Horses’ feet did not evolve sufficiently to travel long distances on rough ground. Wild horses spend the majority of their time grazing, moving on only to find food or to elude danger. Domestic horses are often expected to cover relatively long distances, often over hard ground, so shoes are used as a form of protection. Horses that are not worked regularly on hard ground may not need to be shod. Expert advice should be obtained before considering working a barefoot horse.
Ready-made shoes can come in various sizes for different sizes of horses. Most shoes have a groove in the underside called fullering; this groove makes the shoe lighter and allows for a better grip. Nonfullered shoes are called plain-stamped. The shoe should always match the horse’s intended purpose.
Nails come in various sizes to match the shoe sizes; they also come with different head shapes. It is imperative that the correct size nail is always used. Studs are used in predrilled holes in the heel of the shoe to increase grip. Studs must be removed for work on hard ground because they will tilt the foot and reduce the area in contact with the ground.
Horses should be reshod every four to six weeks, but it is important to check for signs that shoes need to be replaced because of the potential discomfort it can cause the horse. There are certain signs to let you know that re-shoeing is necessary. For example, a shoe may become loose, in which case you will be able to move it with your fingers. A nail may come loose or fall out. It is also possible that the shoe can become worn down; don’t wait for the shoes to become worn out before you call the farrier.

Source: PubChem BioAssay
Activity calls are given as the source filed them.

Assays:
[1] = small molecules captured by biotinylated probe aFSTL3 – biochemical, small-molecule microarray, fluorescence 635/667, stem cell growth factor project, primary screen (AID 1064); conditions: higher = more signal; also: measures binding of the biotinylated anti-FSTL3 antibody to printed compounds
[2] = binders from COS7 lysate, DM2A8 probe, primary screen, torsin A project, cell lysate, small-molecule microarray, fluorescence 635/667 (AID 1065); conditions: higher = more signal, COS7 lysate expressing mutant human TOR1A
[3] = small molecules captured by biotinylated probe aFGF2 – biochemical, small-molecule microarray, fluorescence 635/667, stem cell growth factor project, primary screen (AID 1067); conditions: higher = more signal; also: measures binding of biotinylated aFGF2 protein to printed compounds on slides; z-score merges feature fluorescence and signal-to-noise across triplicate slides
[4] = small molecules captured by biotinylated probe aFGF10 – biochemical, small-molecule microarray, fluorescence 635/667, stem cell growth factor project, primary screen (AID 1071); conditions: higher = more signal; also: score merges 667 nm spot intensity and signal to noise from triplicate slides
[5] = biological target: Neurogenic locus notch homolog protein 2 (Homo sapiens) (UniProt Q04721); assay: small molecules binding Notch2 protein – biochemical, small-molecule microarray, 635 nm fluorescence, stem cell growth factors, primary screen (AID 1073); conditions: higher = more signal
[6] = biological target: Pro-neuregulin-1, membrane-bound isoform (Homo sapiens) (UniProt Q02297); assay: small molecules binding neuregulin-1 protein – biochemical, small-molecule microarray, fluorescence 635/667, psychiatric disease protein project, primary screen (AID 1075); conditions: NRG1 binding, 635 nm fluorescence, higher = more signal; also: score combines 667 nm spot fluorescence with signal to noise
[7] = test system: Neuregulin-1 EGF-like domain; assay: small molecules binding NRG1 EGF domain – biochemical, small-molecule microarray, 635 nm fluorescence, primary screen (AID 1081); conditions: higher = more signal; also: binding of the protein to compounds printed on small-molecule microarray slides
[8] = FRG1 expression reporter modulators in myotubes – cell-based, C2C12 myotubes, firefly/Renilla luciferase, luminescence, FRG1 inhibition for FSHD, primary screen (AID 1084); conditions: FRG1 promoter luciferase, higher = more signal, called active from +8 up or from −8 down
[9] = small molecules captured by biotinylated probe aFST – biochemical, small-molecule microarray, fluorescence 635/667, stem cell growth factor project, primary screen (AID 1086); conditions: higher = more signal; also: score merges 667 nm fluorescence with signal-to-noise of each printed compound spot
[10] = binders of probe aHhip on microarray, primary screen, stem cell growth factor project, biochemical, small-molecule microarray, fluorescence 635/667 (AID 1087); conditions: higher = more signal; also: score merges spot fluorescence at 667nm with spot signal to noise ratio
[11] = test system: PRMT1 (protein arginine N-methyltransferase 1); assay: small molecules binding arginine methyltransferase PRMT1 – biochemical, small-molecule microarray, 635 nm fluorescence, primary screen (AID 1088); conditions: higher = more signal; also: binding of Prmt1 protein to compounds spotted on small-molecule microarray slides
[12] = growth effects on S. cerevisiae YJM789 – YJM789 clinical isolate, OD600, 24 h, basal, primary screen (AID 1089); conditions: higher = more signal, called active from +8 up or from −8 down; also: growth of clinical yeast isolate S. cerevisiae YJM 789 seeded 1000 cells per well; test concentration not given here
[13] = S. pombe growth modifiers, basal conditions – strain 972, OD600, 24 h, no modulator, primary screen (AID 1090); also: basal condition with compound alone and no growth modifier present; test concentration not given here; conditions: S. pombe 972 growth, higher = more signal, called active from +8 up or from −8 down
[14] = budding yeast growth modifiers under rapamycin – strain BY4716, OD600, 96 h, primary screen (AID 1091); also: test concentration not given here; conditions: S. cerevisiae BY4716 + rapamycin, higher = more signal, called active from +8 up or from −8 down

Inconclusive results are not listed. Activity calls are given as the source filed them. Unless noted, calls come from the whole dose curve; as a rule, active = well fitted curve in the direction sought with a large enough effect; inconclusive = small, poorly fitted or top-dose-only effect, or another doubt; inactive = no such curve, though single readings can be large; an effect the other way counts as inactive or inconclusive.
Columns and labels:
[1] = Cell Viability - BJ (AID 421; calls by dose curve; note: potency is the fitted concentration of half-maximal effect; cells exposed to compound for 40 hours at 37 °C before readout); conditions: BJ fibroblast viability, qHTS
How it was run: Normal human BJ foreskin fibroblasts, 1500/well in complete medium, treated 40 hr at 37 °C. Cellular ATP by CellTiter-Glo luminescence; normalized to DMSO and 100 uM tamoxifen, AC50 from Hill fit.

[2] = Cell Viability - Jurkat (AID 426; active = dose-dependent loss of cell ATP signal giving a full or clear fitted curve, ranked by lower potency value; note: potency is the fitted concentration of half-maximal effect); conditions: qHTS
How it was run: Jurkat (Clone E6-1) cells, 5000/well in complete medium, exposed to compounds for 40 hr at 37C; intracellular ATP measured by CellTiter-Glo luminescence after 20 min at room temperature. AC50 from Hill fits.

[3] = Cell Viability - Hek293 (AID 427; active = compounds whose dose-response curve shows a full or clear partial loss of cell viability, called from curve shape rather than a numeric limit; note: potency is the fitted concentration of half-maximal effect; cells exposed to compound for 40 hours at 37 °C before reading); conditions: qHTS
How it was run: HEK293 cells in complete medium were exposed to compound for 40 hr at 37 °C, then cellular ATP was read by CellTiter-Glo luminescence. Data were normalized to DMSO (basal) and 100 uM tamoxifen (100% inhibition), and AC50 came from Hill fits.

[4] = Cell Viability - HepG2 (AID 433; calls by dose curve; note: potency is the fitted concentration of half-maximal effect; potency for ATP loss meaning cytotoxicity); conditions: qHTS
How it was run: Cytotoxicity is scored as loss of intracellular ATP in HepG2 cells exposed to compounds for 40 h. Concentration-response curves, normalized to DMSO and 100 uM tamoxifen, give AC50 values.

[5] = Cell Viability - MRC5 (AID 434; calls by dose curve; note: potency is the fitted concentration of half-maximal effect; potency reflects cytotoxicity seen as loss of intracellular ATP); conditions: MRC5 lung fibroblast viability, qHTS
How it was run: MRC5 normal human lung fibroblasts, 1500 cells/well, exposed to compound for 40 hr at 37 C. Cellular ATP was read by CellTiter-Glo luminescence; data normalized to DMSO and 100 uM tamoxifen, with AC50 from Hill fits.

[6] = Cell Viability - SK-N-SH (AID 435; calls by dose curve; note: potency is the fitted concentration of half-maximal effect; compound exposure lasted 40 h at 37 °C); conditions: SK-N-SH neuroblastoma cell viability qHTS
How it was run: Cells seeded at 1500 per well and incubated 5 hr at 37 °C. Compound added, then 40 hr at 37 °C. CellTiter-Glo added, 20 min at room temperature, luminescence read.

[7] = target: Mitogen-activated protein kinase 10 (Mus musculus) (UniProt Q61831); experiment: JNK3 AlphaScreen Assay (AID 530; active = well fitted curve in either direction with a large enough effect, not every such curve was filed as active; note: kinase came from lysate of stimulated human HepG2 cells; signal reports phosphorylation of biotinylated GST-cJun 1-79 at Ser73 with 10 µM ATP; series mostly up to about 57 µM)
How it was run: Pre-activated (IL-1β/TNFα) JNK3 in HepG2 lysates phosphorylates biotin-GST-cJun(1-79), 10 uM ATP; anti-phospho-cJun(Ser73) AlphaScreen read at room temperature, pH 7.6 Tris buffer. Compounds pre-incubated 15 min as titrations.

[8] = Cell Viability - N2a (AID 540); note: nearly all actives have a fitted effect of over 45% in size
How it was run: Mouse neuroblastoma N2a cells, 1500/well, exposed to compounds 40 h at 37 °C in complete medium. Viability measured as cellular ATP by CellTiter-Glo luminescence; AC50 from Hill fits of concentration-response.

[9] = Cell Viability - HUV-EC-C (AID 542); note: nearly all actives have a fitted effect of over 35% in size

Removing a Shoe
1) In an emergency, when the farrier cannot come immediately, it is better to remove a loose shoe than to leave one partially fastened to the foot because it may lead to injury. If you see a raised clinch, you may be able to knock it down and keep the shoe on until a farrier arrives. Stand the horse on a hard surface then knock the clinch down with a few firm downward strokes with the hammer. To remove a front shoe, hold the foot between your knees to leave both hands free. Straighten the clinches using a hammer and buffer.
2) Grasp a heel of the shoe with pincers so that the jaws are between the shoe and the hoof. Loosen the show with a sharp strong movement toward the toe. Repeat the same process with the other heel.
3) If it is difficult to free the shoe, remove one or more of the nails. This is easiest with nail pincers, but you can also use ordinary pliers. Loosen the shoe gradually down both sides levering toward the toe.
4) When you reach the toe, remove the shoe completely. Lever it off sideways to avoid splitting the hoof. Be sure not to leave any nails on the ground, where the horse could step on them and hurt or injure its foot.
5) When you have to remove a hind shoe, hold the leg up over one knee rather than between your knees. Stand with your back to the horse’s head, and let the hoof lie on the inside of your knee. Press your side into the angle of the hock to restrict the horse’s ability to kick. Remove the shoe in the same way that you would remove a front shoe. It is more difficult to hold a hind leg than a front leg; this procedure will take some practice.